Charles Jackson (Rhode Island)

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Gov. Charles Jackson
Political cartoon attacking Charles Jackson and others for freeing those convicted in the Dorr Rebellion.

Charles Jackson (March 4, 1797 – January 21, 1876) was the 18th Governor of Rhode Island from 1845 to 1846.

Early life[edit]

Jackson was born in Providence, Rhode Island on March 4, 1797, and was the son of Richard Jackson, Jr..[1] He graduated from Brown University in 1817, and received a master's degree in 1820.[2] He also studied law with James Burrill, Jr., and was admitted to the bar in 1820.[3]

Business career[edit]

In addition to practicing law, Jackson was involved in several businesses, including a cotton manufacturing company. He also built a rubber factory after acquiring patent rights from Charles Goodyear. Jackson's ventures proved successful, and he later expanded into firearms as operator of the Burnside Rifle Works and a company that manufactured railroad equipment.

Political career[edit]

Jackson was active in politics as a Whig, served several terms in the Rhode Island House of Representatives, and was Speaker from 1841 to 1842. In 1843 he was a delegate to the state constitutional convention.[4]

Jackson served as Governor from 1845 to 1846, after defeating incumbent James Fenner. He was elected as a Whig identified with the Liberation movement, which advocated freedom for those imprisoned as a result of the Dorr Rebellion. Jackson signed a bill freeing rebellion leader Thomas Wilson Dorr and all others who had been convicted. In response, Whig opponents of freeing Door organized a "Law & Order Party." Jackson was nominated for Governor by the Democrats, and was defeated by Lieutenant Governor Byron Diman.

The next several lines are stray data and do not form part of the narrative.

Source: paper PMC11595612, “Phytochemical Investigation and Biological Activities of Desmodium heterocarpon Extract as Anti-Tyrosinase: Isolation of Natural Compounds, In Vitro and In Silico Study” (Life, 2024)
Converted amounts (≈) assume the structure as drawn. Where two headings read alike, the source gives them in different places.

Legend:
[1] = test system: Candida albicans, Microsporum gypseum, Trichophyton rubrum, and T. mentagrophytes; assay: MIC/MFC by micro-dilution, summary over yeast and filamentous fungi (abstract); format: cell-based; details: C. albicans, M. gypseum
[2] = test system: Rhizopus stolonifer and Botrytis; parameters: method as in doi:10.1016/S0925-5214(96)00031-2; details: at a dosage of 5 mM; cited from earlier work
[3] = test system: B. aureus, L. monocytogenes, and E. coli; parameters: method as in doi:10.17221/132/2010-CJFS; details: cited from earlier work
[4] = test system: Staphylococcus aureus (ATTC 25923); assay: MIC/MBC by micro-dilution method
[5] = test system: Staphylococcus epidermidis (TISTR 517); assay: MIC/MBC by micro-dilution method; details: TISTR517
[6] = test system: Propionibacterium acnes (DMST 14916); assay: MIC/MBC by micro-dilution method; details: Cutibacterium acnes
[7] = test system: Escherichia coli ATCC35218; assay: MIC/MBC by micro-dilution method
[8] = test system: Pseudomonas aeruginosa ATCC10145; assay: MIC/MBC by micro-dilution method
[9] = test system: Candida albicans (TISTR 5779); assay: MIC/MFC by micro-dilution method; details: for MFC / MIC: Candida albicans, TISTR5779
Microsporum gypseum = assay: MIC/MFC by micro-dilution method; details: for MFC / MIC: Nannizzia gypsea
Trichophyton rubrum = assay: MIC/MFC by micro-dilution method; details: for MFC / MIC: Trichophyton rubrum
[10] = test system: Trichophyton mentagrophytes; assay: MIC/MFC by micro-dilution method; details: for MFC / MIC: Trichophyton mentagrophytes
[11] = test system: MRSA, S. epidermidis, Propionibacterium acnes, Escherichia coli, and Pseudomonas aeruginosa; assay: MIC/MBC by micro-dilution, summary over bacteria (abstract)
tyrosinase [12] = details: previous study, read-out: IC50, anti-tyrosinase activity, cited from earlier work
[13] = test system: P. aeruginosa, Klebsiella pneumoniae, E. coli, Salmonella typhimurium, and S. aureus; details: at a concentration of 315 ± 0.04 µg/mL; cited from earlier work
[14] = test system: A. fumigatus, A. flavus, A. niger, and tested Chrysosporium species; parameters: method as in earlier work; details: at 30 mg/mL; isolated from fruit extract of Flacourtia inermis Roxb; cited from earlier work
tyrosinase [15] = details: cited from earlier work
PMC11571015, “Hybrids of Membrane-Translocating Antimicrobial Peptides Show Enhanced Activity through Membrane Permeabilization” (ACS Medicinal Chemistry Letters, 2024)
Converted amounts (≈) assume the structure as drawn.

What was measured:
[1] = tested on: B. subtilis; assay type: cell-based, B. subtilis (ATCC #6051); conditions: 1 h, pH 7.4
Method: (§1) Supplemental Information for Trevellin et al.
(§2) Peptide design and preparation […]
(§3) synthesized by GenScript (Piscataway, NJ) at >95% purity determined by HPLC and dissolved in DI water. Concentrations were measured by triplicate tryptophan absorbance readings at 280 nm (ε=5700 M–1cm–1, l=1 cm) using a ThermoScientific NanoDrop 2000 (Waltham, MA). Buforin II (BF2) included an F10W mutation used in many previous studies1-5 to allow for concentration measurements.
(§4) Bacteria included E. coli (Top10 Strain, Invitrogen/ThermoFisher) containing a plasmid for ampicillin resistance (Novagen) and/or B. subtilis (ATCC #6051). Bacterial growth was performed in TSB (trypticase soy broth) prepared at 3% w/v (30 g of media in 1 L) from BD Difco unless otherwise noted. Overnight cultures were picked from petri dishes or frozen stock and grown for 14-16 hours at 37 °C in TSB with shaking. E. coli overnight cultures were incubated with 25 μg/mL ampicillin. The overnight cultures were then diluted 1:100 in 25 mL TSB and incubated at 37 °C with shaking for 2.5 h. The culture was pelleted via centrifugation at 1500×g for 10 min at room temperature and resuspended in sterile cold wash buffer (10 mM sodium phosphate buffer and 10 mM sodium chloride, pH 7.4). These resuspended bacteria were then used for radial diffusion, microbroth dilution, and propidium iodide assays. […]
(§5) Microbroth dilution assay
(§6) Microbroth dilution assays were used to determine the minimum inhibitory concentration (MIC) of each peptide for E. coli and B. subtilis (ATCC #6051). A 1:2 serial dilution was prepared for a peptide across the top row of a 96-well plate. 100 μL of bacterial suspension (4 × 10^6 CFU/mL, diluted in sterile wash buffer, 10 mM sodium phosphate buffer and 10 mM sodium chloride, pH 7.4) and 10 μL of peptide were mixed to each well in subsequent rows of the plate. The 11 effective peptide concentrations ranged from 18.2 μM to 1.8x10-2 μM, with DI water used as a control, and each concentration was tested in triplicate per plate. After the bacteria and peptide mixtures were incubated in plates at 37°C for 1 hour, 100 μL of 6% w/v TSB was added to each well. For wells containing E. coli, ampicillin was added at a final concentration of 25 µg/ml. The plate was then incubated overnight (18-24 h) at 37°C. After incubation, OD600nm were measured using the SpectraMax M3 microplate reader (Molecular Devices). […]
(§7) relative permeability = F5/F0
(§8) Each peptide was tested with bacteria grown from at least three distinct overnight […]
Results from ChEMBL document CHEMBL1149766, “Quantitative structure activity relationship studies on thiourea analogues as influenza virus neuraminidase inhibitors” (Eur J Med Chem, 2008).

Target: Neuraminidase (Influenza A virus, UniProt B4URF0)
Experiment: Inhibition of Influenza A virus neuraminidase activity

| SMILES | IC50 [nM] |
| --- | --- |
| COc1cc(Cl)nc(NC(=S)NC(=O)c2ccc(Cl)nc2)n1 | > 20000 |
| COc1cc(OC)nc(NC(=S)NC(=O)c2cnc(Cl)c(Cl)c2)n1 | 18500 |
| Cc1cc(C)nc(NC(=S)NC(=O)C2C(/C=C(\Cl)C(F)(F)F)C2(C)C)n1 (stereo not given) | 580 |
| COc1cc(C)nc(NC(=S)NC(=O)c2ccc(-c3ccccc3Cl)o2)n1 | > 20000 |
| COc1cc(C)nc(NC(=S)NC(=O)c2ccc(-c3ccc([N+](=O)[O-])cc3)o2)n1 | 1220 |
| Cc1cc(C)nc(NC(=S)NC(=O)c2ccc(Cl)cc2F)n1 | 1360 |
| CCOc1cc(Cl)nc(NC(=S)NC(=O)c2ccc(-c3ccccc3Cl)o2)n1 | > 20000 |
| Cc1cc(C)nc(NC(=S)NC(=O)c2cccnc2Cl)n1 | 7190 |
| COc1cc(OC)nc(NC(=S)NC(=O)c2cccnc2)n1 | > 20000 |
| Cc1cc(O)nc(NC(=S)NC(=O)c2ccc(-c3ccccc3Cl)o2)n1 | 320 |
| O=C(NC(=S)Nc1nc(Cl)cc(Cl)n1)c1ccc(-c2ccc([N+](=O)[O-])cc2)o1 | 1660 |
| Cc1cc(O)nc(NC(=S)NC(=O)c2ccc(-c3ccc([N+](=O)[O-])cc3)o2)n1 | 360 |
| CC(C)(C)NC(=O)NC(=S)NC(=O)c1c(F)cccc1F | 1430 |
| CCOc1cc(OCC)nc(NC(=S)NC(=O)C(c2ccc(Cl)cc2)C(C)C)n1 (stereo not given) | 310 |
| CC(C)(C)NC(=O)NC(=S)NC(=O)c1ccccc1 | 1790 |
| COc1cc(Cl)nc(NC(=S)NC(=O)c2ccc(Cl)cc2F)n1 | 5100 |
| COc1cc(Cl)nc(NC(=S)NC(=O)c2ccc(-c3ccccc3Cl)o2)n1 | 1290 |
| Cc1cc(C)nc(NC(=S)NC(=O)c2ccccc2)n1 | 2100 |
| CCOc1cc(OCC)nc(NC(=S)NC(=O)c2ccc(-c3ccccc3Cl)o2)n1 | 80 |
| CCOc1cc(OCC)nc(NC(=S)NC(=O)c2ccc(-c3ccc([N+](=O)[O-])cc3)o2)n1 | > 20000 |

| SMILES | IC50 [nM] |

In 1857 Jackson was an unsuccessful candidate for the United States Senate.[5]

Death and burial[edit]

Jackson died in Providence on January 21, 1876. He was buried at North Burial Ground in Providence.[6]


Jackson was married twice. His first wife was Catherine Dexter (1805-1832), whom he married in 1827. In 1836 he married Phebe Tisdale (died March 3, 1883) of Scituate, Rhode Island. He had seven children, five of whom lived to adulthood.


  1. ^ James T. White & Company, The National Cyclopedia of American Biography, Volume IX, 1899, page 397
  2. ^ Brown University, Historical Catalogue of Brown University, 1764-1914, 1914, page 97
  3. ^ Daniel Webster, author, Andrew J. King, editor, The Papers of Daniel Webster, 1989, page 896
  4. ^ Rhode Island Historical Society, Annual Meeting Proceedings, President's Address, 1910, page 15
  5. ^ Rhode Island Department of State, State of Rhode Island Manual, 1914, page 155
  6. ^ Rhode Island Genealogical Society, North Burial Ground, Providence, Rhode Island: Old Section, 1700-1848, 2000, page 275

External links[edit]

Political offices
Preceded by
James Fenner
Governor of Rhode Island
Succeeded by
Byron Diman